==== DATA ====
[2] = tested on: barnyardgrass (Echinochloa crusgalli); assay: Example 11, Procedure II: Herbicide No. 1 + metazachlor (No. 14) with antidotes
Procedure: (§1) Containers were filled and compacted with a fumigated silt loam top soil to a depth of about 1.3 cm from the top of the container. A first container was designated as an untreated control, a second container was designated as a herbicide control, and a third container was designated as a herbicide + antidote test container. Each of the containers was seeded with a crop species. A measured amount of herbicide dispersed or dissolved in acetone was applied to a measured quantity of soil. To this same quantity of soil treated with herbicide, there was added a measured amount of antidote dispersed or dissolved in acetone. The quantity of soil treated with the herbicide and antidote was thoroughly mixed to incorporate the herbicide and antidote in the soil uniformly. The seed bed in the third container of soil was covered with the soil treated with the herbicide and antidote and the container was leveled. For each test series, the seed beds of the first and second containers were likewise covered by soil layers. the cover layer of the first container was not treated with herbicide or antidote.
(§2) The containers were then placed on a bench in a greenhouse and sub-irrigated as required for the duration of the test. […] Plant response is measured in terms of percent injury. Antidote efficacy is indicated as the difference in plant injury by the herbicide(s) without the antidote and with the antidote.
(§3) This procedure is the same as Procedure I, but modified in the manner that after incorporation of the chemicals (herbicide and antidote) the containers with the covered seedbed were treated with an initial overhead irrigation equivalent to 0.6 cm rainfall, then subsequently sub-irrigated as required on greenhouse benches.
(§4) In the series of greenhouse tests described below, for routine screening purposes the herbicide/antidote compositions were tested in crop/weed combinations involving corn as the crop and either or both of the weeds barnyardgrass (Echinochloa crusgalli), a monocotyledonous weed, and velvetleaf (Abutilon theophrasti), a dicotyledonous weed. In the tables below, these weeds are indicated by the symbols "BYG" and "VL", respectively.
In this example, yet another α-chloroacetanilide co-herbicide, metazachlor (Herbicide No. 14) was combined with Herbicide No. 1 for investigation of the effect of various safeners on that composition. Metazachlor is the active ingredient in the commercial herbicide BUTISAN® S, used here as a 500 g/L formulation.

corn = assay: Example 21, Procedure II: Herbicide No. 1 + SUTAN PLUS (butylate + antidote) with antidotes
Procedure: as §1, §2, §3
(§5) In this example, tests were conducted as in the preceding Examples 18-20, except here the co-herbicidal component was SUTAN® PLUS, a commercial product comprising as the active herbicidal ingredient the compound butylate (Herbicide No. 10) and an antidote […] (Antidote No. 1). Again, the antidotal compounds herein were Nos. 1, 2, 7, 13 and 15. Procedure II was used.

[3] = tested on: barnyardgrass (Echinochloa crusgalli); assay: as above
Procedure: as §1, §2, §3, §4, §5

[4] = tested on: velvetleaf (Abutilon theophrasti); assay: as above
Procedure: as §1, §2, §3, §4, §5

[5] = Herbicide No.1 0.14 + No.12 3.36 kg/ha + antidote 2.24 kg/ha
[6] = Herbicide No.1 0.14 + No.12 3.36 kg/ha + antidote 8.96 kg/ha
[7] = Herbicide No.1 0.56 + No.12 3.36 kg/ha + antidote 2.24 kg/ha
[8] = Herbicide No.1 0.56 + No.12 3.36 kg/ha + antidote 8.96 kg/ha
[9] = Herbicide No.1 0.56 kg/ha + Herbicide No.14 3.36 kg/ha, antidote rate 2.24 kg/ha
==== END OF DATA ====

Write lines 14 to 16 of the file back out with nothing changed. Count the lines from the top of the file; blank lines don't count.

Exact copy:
[5] = Herbicide No.1 0.14 + No.12 3.36 kg/ha + antidote 2.24 kg/ha
[6] = Herbicide No.1 0.14 + No.12 3.36 kg/ha + antidote 8.96 kg/ha
[7] = Herbicide No.1 0.56 + No.12 3.36 kg/ha + antidote 2.24 kg/ha